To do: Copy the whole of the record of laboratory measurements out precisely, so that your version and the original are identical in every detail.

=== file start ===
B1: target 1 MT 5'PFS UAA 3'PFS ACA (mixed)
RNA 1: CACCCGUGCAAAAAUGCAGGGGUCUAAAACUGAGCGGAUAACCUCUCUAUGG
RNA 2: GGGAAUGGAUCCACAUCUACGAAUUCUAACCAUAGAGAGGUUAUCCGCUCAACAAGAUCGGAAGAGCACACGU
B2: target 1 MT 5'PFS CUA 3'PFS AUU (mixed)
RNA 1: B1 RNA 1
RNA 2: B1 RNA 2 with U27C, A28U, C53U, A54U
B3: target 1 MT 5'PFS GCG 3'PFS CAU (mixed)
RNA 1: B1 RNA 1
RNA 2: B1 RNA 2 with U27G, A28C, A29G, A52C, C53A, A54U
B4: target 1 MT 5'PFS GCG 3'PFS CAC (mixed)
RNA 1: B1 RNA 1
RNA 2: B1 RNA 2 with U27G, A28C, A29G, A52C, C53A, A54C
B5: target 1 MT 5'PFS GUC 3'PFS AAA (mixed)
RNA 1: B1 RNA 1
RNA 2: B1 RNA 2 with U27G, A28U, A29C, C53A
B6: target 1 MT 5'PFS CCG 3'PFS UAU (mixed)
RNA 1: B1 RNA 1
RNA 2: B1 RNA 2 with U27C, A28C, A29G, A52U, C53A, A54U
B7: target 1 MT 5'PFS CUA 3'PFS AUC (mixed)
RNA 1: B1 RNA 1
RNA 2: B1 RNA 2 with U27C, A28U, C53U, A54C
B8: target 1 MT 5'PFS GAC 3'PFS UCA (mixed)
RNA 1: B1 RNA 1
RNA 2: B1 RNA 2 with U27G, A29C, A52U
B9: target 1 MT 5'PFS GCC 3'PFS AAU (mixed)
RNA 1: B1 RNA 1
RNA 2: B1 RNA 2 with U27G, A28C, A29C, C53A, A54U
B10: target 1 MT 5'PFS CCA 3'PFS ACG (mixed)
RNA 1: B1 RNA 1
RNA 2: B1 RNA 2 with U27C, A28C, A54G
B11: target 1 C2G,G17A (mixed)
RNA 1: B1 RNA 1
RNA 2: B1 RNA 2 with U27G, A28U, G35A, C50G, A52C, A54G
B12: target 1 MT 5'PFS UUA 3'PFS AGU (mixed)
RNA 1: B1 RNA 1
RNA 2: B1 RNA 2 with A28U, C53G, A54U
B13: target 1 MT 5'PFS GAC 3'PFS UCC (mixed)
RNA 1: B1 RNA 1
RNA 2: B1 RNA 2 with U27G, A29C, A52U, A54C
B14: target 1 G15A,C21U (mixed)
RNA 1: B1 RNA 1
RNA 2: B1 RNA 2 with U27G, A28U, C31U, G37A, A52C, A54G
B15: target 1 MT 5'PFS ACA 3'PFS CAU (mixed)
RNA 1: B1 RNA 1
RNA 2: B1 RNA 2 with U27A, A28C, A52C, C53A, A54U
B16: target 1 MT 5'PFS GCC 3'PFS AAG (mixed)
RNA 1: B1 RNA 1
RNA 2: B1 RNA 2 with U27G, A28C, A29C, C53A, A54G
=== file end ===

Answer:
B1: target 1 MT 5'PFS UAA 3'PFS ACA (mixed)
RNA 1: CACCCGUGCAAAAAUGCAGGGGUCUAAAACUGAGCGGAUAACCUCUCUAUGG
RNA 2: GGGAAUGGAUCCACAUCUACGAAUUCUAACCAUAGAGAGGUUAUCCGCUCAACAAGAUCGGAAGAGCACACGU
B2: target 1 MT 5'PFS CUA 3'PFS AUU (mixed)
RNA 1: B1 RNA 1
RNA 2: B1 RNA 2 with U27C, A28U, C53U, A54U
B3: target 1 MT 5'PFS GCG 3'PFS CAU (mixed)
RNA 1: B1 RNA 1
RNA 2: B1 RNA 2 with U27G, A28C, A29G, A52C, C53A, A54U
B4: target 1 MT 5'PFS GCG 3'PFS CAC (mixed)
RNA 1: B1 RNA 1
RNA 2: B1 RNA 2 with U27G, A28C, A29G, A52C, C53A, A54C
B5: target 1 MT 5'PFS GUC 3'PFS AAA (mixed)
RNA 1: B1 RNA 1
RNA 2: B1 RNA 2 with U27G, A28U, A29C, C53A
B6: target 1 MT 5'PFS CCG 3'PFS UAU (mixed)
RNA 1: B1 RNA 1
RNA 2: B1 RNA 2 with U27C, A28C, A29G, A52U, C53A, A54U
B7: target 1 MT 5'PFS CUA 3'PFS AUC (mixed)
RNA 1: B1 RNA 1
RNA 2: B1 RNA 2 with U27C, A28U, C53U, A54C
B8: target 1 MT 5'PFS GAC 3'PFS UCA (mixed)
RNA 1: B1 RNA 1
RNA 2: B1 RNA 2 with U27G, A29C, A52U
B9: target 1 MT 5'PFS GCC 3'PFS AAU (mixed)
RNA 1: B1 RNA 1
RNA 2: B1 RNA 2 with U27G, A28C, A29C, C53A, A54U
B10: target 1 MT 5'PFS CCA 3'PFS ACG (mixed)
RNA 1: B1 RNA 1
RNA 2: B1 RNA 2 with U27C, A28C, A54G
B11: target 1 C2G,G17A (mixed)
RNA 1: B1 RNA 1
RNA 2: B1 RNA 2 with U27G, A28U, G35A, C50G, A52C, A54G
B12: target 1 MT 5'PFS UUA 3'PFS AGU (mixed)
RNA 1: B1 RNA 1
RNA 2: B1 RNA 2 with A28U, C53G, A54U
B13: target 1 MT 5'PFS GAC 3'PFS UCC (mixed)
RNA 1: B1 RNA 1
RNA 2: B1 RNA 2 with U27G, A29C, A52U, A54C
B14: target 1 G15A,C21U (mixed)
RNA 1: B1 RNA 1
RNA 2: B1 RNA 2 with U27G, A28U, C31U, G37A, A52C, A54G
B15: target 1 MT 5'PFS ACA 3'PFS CAU (mixed)
RNA 1: B1 RNA 1
RNA 2: B1 RNA 2 with U27A, A28C, A52C, C53A, A54U
B16: target 1 MT 5'PFS GCC 3'PFS AAG (mixed)
RNA 1: B1 RNA 1
RNA 2: B1 RNA 2 with U27G, A28C, A29C, C53A, A54G